So the bottom line is that any real deal needs to be large, specific and passed this year to be seen as credible. Out of this debt ceiling negotiation, we should expect no less.
The Atlantic | July 6, 2011
Seven months after the president's deficit commission released its report, Washington is embroiled in a self-destructive fight over the debt ceiling. The commission's associate director wonders: What if D.C.'s business were bipartisanship, not brinksmanship? Maybe we'd get this.
This might have been the front-page story of a national newspaper today. But that's in a parallel universe. Instead of announcing a plan which would begin to reduce our medium-term debt and bring entitlement growth under control, much of Washington is participating in a dangerous game of chicken with the debt ceiling -- a game where failure would destroy our credit rating, rather than preserve it.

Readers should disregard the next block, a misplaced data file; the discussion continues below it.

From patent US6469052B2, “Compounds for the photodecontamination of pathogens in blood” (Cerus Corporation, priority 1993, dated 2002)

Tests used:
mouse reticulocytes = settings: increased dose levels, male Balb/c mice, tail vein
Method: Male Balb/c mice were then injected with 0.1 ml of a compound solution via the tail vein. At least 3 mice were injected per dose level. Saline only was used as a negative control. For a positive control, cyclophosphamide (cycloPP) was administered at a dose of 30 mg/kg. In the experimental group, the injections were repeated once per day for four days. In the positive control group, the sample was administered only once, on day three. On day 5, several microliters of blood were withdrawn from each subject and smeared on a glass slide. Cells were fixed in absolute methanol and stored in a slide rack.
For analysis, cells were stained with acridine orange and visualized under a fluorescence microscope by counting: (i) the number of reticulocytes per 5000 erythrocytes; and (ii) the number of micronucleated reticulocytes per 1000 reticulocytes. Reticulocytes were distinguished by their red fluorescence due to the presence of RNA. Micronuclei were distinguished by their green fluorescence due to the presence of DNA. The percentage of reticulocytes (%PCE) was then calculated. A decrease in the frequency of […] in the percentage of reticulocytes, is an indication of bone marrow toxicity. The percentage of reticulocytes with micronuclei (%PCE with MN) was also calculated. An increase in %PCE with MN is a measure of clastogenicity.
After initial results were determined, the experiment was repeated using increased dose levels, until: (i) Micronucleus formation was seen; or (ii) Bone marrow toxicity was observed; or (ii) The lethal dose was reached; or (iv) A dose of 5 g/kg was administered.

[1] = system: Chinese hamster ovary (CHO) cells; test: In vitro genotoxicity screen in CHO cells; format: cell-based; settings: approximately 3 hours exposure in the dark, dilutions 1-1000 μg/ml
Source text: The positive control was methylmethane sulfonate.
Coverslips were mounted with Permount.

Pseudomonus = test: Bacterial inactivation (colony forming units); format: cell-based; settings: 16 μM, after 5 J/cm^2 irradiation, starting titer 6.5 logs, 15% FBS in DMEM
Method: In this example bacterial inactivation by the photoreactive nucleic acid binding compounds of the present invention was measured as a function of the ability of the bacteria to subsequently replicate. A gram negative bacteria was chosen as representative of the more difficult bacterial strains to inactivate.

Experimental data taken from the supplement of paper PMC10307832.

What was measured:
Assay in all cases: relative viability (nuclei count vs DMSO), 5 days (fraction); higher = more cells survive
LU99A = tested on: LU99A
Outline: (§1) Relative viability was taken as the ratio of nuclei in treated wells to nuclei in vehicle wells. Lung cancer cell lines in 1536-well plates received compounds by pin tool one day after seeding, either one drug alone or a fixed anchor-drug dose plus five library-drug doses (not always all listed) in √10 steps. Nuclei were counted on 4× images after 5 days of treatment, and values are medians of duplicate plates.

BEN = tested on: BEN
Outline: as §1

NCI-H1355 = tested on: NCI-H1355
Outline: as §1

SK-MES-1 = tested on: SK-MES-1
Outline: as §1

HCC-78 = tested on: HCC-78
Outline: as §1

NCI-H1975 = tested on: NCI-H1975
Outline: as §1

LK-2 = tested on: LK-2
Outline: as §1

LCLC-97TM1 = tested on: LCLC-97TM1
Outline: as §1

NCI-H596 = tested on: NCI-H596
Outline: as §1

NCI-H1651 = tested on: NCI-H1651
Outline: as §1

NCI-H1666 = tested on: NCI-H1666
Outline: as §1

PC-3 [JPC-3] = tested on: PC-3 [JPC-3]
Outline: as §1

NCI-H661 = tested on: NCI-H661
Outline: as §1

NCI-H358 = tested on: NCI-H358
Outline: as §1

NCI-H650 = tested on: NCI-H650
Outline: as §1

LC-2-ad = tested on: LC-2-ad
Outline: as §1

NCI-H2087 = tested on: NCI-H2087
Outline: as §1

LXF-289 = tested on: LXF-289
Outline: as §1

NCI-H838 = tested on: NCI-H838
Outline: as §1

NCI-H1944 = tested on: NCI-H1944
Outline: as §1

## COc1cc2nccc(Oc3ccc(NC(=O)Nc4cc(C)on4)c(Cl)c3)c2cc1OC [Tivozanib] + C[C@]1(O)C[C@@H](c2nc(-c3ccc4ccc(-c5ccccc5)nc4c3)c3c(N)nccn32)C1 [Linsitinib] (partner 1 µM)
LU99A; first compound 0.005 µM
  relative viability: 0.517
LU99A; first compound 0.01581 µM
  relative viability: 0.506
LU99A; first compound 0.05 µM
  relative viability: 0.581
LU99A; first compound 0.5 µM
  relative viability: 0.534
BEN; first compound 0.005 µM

There's plenty of blame to go around. Most Democrats came late to the deficit reduction game and have been playing from behind ever since. Rather than using the Fiscal Commission's recommendations as a starting point for negotiations, President Obama mostly ignored it, omitting the lion's share of its recommendations from both his budget and State of the Union address. Only in April, after the administration had already conceded substantial domestic spending cuts, did the President come around and endorse a framework similar to the commission's. Even then, he excluded the commission's proposed changes to Social Security and Medicare benefits, and many Democrats appear to remain unwilling to make the hard choices on entitlement programs necessary to put our long-term trajectory back on track, even if those concessions might spare important programs today or bring Republicans closer to accepting tax increases.